Syriza have got themselves cornered. Their first task on being elected should have been to dipropriate the Greek corporations and super rich and end the bail out of the banks. They could have then established a People’s Bank lending Euros at base rate to small business and facilitating social investment. They would then have been in a good position to put two fingers up to the ECB if necessary and would have been popular with the working class across the continent.

    1. Verity says:

      Do we know the Greek Left’s response to why they have not done this. It seems on the surface to be an easy option for them to have taken.

  4. David Ellis says:

    By the way austerity is an attack on the working class designed to prop up the bankrupt financial institution of Europe in order that they can pay their super rich bond holding creditors. It has not failed. It has been a roaring success.

  5. syzygy says:

    The positive aspect to the Greek’s plight is that it has exposed the lack of democracy in the EU. It now seems certain that the EU was the prototype for Trade Deals like TTIP, TPP, TISA, CETA etc. Democracy and the global corporate-financial nexus are incompatible.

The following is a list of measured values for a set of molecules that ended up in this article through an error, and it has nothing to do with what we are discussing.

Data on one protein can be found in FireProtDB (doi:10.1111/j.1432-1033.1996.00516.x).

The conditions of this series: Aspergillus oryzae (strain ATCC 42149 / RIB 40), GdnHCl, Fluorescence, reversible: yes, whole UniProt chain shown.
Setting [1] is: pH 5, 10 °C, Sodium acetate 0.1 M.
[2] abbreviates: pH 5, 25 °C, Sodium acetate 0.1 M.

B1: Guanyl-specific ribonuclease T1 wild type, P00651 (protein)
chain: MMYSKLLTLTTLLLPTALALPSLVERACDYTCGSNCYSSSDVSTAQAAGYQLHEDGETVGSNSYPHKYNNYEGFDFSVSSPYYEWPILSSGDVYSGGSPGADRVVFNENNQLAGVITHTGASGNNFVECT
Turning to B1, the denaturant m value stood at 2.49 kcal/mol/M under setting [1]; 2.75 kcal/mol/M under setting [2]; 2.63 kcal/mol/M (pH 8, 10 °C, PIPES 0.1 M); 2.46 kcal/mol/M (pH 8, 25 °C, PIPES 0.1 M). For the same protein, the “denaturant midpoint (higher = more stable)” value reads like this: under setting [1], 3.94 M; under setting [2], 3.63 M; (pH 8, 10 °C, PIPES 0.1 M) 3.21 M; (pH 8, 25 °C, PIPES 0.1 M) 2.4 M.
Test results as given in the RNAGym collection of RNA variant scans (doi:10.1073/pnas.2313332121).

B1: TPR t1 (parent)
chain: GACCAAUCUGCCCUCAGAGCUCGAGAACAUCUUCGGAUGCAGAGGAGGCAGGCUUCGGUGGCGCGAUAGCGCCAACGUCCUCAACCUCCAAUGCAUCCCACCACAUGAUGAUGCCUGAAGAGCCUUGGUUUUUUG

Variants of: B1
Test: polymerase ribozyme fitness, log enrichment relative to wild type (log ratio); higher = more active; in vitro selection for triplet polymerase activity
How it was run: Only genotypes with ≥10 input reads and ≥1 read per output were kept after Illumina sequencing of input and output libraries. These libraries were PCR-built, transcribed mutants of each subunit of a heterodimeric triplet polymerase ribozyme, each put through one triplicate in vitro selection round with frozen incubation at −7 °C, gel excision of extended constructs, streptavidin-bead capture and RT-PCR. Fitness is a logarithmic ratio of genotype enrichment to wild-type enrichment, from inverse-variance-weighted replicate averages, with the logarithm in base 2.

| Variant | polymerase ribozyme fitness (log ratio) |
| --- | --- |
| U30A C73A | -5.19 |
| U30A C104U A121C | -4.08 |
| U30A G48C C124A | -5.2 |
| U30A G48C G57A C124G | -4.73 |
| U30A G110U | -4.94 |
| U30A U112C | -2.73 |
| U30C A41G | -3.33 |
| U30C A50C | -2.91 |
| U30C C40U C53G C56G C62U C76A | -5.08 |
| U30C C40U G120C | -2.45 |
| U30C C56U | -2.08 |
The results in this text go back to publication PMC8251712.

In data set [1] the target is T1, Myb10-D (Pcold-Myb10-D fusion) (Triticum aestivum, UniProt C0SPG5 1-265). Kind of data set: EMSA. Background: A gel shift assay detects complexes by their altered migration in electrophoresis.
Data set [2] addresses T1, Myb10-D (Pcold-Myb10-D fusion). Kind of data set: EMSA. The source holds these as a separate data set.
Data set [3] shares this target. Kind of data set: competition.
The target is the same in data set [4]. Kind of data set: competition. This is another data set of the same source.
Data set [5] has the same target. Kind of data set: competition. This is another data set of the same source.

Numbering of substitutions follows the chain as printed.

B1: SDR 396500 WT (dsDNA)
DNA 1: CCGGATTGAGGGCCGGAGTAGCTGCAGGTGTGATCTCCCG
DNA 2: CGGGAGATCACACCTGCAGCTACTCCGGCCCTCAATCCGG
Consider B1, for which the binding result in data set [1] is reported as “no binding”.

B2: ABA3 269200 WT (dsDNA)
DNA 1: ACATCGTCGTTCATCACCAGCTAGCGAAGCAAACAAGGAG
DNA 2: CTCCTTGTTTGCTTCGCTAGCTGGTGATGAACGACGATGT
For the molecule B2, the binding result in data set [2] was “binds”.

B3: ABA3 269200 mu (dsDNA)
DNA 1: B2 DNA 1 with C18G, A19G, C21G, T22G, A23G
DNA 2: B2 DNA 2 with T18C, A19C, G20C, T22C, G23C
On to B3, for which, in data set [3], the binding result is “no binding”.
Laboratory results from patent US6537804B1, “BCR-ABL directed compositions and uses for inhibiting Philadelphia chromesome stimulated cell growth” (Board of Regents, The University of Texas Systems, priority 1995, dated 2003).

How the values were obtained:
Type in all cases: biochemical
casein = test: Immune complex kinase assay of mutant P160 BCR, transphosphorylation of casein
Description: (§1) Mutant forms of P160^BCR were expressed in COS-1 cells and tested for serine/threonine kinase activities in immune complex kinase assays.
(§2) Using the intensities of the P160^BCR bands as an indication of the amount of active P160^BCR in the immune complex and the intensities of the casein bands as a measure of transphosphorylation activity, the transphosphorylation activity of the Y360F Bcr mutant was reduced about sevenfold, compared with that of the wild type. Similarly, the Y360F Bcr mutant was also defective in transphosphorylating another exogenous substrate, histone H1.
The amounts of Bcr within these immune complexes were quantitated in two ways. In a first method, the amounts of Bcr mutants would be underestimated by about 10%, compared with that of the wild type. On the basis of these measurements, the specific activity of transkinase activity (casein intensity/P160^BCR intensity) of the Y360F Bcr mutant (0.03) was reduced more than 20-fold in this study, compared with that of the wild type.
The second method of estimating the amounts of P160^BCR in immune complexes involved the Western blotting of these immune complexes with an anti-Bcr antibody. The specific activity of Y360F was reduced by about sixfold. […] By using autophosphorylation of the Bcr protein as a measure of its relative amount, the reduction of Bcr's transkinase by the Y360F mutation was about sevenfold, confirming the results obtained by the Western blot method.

1. J.P. Craig-Weston says:

      “Democracy and the global corporate-financial nexus are incompatible.”

      We know a song about that.

      It’s called; Washington Bullets, by the Clash.

      But then these aren’t European rules these are American rules and the IMF and the World Bank are essentially American institutions for imposing American Neolibral economic policy of the rest of the world; if necessary ultimately by force of arms as now, in Libya and Iraq.

      Greece has 2 massive deficiencies as far American foreign policy is concerned;
      1. A genuinely socialist/communist government.
      2. An extremely high level of political participation.

      As with almost every socialist or just democratically elected government since the 1950’s; Iran and Guatemala etc, (Cuba, although that one didn’t go so well for the US,) to now, Venezuela and Greece; for the last 60 years; as far as the Americans are concerned they have to go.